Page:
More stringent abortion restrictions have been enacted from 2011 to 2013 than were throughout the last decade. While many clinics have been forced to close in wake of these regulations, a real pushback is starting. Recently, we've seen it in Mississippi and Alabama, where federal judges struck down laws that would limit a women's access to abortion, saying that they were medically unnecessary.
Now, Texas and Louisiana are following in their wake. Within mere days of each other, these two states—two of the strictest when it comes to abortion legislation—temporarily loosened the government's hold on abortion providers. In both states, further restrictions were set to take effect this fall, both of which would have seen the closing of several abortion clinics. Thanks to the decisions handed down by federal judges in both Louisiana and Texas, 19 clinics are able to remain open.
Friday, a judge in Texas struck down the provision of HB2 that requires abortion clinics meet the standards of ambulatory surgical centers, a move that will have a huge impact on Texan women seeking abortions. Right on the heels of that decision, a Louisiana judge overturned a law mandating that abortion clinics must have a nearby hospital with admitting privileges just hours before it was scheduled to take effect. This law would have forced Louisiana's few remaining abortion clinics all to close.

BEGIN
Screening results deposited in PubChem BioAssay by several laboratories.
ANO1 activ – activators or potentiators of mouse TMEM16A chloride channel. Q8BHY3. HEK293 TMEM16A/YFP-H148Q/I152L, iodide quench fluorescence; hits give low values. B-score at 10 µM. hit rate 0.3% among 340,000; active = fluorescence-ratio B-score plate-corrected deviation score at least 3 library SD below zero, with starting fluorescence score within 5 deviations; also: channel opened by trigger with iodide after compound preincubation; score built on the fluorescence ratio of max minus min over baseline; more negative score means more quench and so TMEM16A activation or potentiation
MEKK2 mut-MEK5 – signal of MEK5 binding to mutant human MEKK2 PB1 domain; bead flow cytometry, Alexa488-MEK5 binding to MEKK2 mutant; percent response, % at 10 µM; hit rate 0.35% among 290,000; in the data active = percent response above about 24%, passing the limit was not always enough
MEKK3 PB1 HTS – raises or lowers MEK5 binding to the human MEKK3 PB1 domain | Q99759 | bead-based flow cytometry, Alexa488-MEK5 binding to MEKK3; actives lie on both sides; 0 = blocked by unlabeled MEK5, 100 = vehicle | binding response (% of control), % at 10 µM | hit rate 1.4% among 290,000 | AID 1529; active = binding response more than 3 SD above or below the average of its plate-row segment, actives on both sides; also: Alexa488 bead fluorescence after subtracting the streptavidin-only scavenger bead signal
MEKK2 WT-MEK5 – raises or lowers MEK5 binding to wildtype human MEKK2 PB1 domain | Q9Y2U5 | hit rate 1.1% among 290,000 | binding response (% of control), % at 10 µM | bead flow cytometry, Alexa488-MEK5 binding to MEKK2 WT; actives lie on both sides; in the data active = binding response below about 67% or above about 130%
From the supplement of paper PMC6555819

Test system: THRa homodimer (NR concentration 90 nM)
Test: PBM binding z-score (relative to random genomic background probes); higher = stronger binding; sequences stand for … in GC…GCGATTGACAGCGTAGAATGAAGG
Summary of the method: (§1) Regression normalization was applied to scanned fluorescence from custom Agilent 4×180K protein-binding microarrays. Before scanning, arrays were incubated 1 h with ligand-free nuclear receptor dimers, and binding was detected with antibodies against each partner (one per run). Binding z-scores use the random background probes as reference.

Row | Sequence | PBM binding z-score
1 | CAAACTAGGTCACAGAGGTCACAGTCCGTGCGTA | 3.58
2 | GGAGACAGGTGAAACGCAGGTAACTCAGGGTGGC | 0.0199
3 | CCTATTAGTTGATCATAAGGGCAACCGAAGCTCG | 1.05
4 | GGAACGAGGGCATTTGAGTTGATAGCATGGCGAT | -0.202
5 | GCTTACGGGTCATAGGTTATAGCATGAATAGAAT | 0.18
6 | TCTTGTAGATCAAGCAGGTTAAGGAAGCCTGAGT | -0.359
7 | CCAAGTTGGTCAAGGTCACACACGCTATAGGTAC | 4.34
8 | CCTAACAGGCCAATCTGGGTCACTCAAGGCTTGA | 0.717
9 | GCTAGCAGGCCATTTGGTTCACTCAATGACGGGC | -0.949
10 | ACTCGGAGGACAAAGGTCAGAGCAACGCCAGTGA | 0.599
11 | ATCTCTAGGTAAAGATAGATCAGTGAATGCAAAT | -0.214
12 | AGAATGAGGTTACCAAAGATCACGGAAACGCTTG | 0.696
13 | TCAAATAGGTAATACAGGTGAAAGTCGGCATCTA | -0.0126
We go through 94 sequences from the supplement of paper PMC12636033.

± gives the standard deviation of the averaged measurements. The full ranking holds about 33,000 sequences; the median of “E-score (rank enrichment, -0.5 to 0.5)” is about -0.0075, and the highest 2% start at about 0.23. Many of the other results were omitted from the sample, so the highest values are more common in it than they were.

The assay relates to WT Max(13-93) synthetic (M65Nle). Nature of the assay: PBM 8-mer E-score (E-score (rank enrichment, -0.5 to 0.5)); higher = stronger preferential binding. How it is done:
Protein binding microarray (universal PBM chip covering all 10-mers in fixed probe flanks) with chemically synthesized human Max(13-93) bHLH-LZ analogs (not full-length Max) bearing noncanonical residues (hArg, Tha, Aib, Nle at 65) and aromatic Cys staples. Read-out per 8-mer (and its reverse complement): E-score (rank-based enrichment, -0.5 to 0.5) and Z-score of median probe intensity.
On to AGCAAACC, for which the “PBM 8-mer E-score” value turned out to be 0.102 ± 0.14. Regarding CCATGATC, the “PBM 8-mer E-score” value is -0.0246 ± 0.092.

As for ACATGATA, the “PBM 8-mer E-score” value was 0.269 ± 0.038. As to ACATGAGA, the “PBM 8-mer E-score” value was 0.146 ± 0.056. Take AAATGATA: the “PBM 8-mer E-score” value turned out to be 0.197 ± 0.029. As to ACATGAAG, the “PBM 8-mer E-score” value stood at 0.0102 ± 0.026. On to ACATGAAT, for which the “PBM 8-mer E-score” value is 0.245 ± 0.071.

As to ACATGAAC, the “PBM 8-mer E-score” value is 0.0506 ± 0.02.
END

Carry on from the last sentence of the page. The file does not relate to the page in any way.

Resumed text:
Ever since the passage of House Bill 2, which Wendy Davis famously filibustered against last summer, Texas has seen over half of their abortion clinics close their front doors because they cannot adhere to the demands placed on them by the law. The demands included that abortion clinics meet the same standards as ambulatory surgical centers (ASC's), as well as have admitting privileges in a nearby hospital—the provision recently struck down in Louisiana. Both of these requirements have been lauded as unnecessary by doctors who have testified as such in court.
The fight, however, is not yet over. The Texan judge may have held off the implementation of the ASC standards, but the state is appealing the decision. Louisiana anti-abortion groups have plans to do the same, according to the Wall Street Journal. Regardless of what happens next, there's no denying that these judges are making monumental strides for abortion rights, a battle has taken some big hits over the past year.